Known Quantities: Cannes 2017by James Lattimer
They say familiarity breeds contempt, which might explain why this year’s Cannes program was one of the worst received in recent memory. The sort of polite innovation that lifted such established, but still nominally edgy names as Maren Ade, Alain Guiraudie, Albert Serra, and Kleber Mendonça Filho into last year’s Official Selection was notable by its absence this time round, with only the inclusion of Josh and Benny Safdie’s Good Time in the main competition standing out among the parade of big, predictable names. Yet while watching Robert Pattinson stride purposely through a fashionable wash of red tones, electronic pulses, and re-jigged heist-movie tropes is agreeable enough, the film would have needed to be a full-on masterpiece to blow away the cobwebs left behind by auteur after auteur delivering exactly what’s expected from them. If nothing else, this year revealed that basing one’s programming around having known quantities deliver makes for a pretty flimsy strategy.
Cannes perennial Ruben Östlund’s The Square did at least boast one of the more striking scenes of the festival, a sustained, unusually opaque sequence showing a bare-chested man performing as an ape whose increasing savagery pulls the besuited Stockholm cultural set way out of their comfort zone: a comment on the limits of contemporary art, of respectability, or of understanding in general? Östlund otherwise replicates much the same structure as his Force Majeure without that film’s narrative economy, allowing a hip curator’s act of moral cowardice to snowball out of control before a by-now familiar backdrop of excruciation, cynicism, and antiseptic surfaces.
Bong Joon-ho also mined familiar territory to mixed effect in Okja, which brings Snowpiercer’s blend of South Korean and Hollywood stars to bear on a slyly satirical monster movie à la The Host. Aside from Tilda Swinton’s hyperactive appeal and some flickers of visual invention (a giggling schoolgirl filming herself being chased through a department store by the titular giant pig), Bong’s predictable tale of corporate hubris and animal rights ambivalence feels itself like a talented director submitting to commerce, as Netflix, which funded the film, seemingly frowns on the rough edges of his past.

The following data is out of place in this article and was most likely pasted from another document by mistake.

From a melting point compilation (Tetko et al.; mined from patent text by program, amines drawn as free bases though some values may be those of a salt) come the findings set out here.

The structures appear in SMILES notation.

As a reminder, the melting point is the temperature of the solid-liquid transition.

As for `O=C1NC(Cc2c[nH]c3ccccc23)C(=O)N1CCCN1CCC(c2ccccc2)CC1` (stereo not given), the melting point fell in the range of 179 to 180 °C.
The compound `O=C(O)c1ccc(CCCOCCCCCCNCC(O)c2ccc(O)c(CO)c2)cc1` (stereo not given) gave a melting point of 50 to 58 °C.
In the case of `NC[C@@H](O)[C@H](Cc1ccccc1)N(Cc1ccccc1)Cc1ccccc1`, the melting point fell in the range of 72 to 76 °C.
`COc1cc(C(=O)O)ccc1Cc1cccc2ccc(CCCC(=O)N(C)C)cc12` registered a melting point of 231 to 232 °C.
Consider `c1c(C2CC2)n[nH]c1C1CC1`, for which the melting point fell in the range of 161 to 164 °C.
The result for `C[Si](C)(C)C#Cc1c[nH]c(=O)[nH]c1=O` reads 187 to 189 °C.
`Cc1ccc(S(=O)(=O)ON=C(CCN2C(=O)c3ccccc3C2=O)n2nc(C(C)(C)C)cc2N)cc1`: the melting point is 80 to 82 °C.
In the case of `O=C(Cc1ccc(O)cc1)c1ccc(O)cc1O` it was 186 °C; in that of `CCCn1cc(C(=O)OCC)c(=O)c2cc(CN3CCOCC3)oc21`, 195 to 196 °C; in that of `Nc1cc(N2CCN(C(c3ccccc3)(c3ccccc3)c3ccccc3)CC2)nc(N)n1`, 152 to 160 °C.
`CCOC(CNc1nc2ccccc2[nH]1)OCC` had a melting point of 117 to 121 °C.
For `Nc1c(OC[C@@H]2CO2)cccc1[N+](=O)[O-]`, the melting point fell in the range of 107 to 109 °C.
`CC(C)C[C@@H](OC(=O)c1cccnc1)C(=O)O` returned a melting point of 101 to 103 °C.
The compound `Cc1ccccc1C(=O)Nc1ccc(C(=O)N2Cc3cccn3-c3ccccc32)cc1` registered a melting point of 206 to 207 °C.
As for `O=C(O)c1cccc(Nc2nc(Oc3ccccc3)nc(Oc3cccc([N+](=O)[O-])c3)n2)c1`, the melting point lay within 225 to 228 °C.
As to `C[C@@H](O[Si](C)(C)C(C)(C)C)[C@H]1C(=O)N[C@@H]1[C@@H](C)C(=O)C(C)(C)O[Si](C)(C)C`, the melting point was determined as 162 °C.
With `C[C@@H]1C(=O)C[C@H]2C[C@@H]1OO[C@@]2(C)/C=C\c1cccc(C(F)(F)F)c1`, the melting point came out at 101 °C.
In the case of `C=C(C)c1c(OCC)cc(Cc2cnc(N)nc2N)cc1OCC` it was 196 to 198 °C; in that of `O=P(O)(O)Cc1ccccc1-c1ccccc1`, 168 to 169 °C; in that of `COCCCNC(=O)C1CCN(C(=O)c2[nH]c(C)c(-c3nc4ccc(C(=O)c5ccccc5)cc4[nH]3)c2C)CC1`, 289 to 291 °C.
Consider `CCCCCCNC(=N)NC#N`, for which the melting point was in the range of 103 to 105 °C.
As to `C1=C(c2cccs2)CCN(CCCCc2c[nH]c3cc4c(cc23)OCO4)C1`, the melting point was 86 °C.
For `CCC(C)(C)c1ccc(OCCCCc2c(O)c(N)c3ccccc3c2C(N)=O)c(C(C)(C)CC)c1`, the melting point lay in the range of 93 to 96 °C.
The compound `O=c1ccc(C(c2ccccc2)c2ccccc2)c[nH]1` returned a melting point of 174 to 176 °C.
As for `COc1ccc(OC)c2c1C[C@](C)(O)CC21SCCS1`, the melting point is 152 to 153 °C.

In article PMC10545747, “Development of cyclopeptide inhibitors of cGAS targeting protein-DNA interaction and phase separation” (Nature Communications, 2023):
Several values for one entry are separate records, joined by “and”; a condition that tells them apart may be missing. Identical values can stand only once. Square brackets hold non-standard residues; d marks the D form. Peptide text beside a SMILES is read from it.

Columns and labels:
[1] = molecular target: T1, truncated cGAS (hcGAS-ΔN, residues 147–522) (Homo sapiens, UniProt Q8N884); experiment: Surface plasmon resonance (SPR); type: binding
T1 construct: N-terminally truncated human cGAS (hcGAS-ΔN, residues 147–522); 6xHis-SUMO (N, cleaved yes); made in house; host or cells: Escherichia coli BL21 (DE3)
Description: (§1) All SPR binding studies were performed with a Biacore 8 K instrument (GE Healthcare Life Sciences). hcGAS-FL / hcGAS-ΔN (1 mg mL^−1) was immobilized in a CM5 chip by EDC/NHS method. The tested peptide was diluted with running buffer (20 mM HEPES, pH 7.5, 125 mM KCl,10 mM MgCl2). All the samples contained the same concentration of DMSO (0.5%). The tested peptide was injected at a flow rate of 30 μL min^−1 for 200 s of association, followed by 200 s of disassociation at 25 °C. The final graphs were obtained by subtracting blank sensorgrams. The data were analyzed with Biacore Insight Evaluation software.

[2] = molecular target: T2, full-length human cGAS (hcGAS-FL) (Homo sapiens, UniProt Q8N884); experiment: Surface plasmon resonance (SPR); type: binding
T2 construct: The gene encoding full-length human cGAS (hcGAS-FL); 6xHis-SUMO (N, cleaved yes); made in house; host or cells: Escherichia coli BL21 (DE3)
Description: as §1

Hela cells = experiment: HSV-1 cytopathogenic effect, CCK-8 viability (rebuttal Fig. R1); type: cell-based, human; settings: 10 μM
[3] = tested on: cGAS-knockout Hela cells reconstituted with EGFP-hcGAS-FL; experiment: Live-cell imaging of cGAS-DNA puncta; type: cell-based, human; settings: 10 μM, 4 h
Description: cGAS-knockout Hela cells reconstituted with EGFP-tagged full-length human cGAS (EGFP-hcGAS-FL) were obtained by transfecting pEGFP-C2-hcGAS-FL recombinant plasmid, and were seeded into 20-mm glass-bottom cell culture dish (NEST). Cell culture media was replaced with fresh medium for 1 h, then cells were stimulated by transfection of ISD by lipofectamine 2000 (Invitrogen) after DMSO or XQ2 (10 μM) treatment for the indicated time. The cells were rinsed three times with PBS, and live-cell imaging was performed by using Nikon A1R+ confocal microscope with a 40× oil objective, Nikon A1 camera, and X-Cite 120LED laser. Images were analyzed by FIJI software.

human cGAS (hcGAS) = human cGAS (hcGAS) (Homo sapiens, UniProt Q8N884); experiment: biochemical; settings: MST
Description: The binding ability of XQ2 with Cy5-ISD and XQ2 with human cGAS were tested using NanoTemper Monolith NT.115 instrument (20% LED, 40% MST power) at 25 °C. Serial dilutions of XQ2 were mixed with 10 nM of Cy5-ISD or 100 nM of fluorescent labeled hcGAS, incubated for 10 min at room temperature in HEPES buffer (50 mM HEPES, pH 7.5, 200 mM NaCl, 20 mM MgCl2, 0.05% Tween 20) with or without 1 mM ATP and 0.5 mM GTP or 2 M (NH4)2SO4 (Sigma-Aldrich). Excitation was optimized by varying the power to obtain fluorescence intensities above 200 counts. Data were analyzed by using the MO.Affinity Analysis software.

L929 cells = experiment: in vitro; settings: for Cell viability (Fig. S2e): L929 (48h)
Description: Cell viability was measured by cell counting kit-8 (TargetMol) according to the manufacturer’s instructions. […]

Outside the main competition, the inclusion of other big names apparently hinged on past glories. Thirty-something artist and photographer JR proved a pernicious influence on Agnès Varda in their film Faces Places, as she accompanies him on his journey through a relentlessly chirpy version of France, taking mammoth photos of members of the public and expressing precisely the necessary amount of interest in them to get the reaction shot needed after said photos are hung up on some big building. Those insights there are about Varda’s career and her generation must be dug out from under a thick layer of mugging about just how darn unlikely Varda and JR’s friendship really is.
It’s always hard to know how much of a posthumously completed film can be attributed to its original maker, but only the central concept of Abbas Kiarostami’s 24 Frames is reminiscent of the work of the lost master—the idea of trying to fill in the before and after of twenty-three photographs and one Bruegel painting to ascertain what makes up a frame. Yet the gimmicks employed to heighten the impact of these images and bring them to life feel beamed in from another universe entirely—CGI snow, all manner of saturating filters, lachrymose music, animated bird after animated bird—which turn the act of looking into less of a conceptual experience than a test of how much muted chintz one can endure. In a career full of such magnificent frames, it’s all the harder to stomach that these are the last.